• The roast should be removed from the oven when the internal temperature reaches 135° to 140° and then allowed to stand for 10 to 15 minutes before carving. The temperature of the roast will rise during this time and should reach a desired temperature of 145° to 155°.

The length of time a cut of pork will have to cook will depend on the size of the cut and whether it is tied, stuffed, bone-in, or boneless. The best way to determine if the meat has cooked long enough is to check for doneness. It is important not to overcook pork because it will become tough and dry, but if under cooked it will not have the proper flavor or texture. It also needs to be cooked to the proper doneness to make it safe to eat. Shown below are signs to look for to determine doneness.

  • When pricked, the juices should run clear, with no pinkish coloring.
  • Cut into the meat and check to see that it is white in color. When cooked to medium doneness there may be slight traces of pink in the middle.
  • To ensure doneness, check with a meat thermometer. A thermometer inserted into the thickest part of the cut should produce a temperature of 145°F for medium doneness (160°F to 165°F for well done).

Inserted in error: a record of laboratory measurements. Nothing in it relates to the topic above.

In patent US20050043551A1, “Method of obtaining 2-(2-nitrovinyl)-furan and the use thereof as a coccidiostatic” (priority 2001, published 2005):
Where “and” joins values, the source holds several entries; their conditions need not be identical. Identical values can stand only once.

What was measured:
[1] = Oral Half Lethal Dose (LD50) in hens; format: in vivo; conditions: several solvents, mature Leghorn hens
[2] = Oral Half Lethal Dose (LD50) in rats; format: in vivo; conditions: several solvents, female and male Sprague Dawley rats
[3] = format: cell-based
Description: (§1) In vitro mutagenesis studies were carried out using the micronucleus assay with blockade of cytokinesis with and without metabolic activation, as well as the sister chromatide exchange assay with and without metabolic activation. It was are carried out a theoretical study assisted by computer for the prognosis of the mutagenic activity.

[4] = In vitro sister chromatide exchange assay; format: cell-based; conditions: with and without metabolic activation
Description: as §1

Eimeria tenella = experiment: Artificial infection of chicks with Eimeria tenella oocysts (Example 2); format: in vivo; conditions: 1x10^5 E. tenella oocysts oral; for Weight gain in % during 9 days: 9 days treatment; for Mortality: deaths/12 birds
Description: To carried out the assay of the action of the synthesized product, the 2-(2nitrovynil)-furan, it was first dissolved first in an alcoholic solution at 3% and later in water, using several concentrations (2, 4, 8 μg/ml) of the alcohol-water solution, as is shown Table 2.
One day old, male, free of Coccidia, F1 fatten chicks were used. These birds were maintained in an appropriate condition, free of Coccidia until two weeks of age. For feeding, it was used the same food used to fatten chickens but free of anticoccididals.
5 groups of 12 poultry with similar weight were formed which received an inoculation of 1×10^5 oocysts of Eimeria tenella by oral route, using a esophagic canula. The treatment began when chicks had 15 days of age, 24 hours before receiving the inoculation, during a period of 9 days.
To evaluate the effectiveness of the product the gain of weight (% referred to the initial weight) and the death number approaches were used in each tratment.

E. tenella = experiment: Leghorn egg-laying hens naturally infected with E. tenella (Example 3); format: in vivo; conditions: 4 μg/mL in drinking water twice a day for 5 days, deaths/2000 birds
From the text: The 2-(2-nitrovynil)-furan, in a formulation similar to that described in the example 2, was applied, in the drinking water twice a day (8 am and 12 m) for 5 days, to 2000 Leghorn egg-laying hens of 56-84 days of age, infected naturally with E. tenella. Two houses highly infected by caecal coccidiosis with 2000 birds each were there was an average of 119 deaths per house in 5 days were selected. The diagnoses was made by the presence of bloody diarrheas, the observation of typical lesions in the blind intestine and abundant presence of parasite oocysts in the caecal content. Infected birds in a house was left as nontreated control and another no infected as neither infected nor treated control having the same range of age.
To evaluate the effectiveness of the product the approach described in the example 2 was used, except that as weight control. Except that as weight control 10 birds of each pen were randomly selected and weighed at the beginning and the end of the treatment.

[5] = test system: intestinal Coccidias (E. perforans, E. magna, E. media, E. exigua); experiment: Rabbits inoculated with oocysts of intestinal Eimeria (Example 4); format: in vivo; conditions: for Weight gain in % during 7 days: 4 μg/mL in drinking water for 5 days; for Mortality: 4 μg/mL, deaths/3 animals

For best results, the meat should be allowed to rest (a waiting period before carving) for 10 to 15 minutes. During this time the meat will continue to cook and will increase in temperature 5 to 10 degrees. Resting also allows the juices to be redistributed through the meat before it is carved. Remove strings if tied, and slice or carve to the desired thickness.

Roasting Tips:

  • For a crisp surface on your roast, be sure the oven is fully preheated before placing the roast into the oven in an uncovered pan.
  • To add extra flavor, rub the surface of the meat with your favorite seasonings before roasting.
  • Roasting at a lower oven temperature (NEVER roast meat below 200°F) will result in meat that is more flavorful and moist. It will take longer to cook but the results will be worth the wait.
  • A roast with a bone in it will cook faster than a boneless roast because the bone will conduct heat faster than the meat.
  • Do not use sharp utensils that may pierce the meat when trying to turn it because piercing allows valuable juices to escape. Use other utensils, such as wooden spoons and spatulas for turning the meat.
  • If cooking more than one roast, be sure that there is uniform space around them so that they will cook evenly. The roasts should not be touching and there should be enough space around them to allow air and heat to circulate.
  • When placing a thermometer in the meat to check for doneness, be sure that the stem of it is not touching a bone because this can result in a false reading.
  • Using the drippings from the roasted meat will provide great flavor when making a stock, gravy or sauce.